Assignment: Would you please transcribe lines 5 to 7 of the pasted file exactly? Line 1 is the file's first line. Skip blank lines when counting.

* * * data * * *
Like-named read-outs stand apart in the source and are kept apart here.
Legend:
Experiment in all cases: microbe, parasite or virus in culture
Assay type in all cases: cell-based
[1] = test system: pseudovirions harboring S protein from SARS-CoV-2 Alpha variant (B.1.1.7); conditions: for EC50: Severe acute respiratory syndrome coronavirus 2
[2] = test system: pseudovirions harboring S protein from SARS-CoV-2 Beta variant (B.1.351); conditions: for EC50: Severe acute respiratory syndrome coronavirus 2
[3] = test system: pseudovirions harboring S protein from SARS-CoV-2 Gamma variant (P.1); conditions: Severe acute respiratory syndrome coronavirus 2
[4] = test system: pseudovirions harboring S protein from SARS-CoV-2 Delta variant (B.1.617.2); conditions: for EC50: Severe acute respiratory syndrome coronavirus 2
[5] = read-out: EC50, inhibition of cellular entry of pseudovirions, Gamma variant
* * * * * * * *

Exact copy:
[1] = test system: pseudovirions harboring S protein from SARS-CoV-2 Alpha variant (B.1.1.7); conditions: for EC50: Severe acute respiratory syndrome coronavirus 2
[2] = test system: pseudovirions harboring S protein from SARS-CoV-2 Beta variant (B.1.351); conditions: for EC50: Severe acute respiratory syndrome coronavirus 2
[3] = test system: pseudovirions harboring S protein from SARS-CoV-2 Gamma variant (P.1); conditions: Severe acute respiratory syndrome coronavirus 2